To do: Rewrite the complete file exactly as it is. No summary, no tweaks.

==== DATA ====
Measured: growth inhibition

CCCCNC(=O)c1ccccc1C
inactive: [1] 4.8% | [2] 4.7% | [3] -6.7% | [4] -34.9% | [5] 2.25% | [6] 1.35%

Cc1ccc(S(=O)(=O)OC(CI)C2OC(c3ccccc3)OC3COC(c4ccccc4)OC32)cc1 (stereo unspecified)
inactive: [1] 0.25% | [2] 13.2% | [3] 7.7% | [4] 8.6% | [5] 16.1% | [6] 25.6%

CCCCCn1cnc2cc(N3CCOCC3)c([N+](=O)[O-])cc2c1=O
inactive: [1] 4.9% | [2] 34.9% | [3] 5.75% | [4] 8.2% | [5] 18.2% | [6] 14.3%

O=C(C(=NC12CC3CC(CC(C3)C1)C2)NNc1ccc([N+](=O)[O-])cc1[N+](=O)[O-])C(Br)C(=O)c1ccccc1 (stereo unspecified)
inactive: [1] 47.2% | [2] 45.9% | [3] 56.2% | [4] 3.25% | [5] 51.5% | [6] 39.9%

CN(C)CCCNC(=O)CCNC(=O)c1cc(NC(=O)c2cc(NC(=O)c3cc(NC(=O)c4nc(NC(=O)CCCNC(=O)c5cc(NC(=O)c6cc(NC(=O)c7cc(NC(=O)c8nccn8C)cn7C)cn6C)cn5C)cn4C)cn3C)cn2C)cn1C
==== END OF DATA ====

Measured: growth inhibition

CCCCNC(=O)c1ccccc1C
inactive: [1] 4.8% | [2] 4.7% | [3] -6.7% | [4] -34.9% | [5] 2.25% | [6] 1.35%

Cc1ccc(S(=O)(=O)OC(CI)C2OC(c3ccccc3)OC3COC(c4ccccc4)OC32)cc1 (stereo unspecified)
inactive: [1] 0.25% | [2] 13.2% | [3] 7.7% | [4] 8.6% | [5] 16.1% | [6] 25.6%

CCCCCn1cnc2cc(N3CCOCC3)c([N+](=O)[O-])cc2c1=O
inactive: [1] 4.9% | [2] 34.9% | [3] 5.75% | [4] 8.2% | [5] 18.2% | [6] 14.3%

O=C(C(=NC12CC3CC(CC(C3)C1)C2)NNc1ccc([N+](=O)[O-])cc1[N+](=O)[O-])C(Br)C(=O)c1ccccc1 (stereo unspecified)
inactive: [1] 47.2% | [2] 45.9% | [3] 56.2% | [4] 3.25% | [5] 51.5% | [6] 39.9%

CN(C)CCCNC(=O)CCNC(=O)c1cc(NC(=O)c2cc(NC(=O)c3cc(NC(=O)c4nc(NC(=O)CCCNC(=O)c5cc(NC(=O)c6cc(NC(=O)c7cc(NC(=O)c8nccn8C)cn7C)cn6C)cn5C)cn4C)cn3C)cn2C)cn1C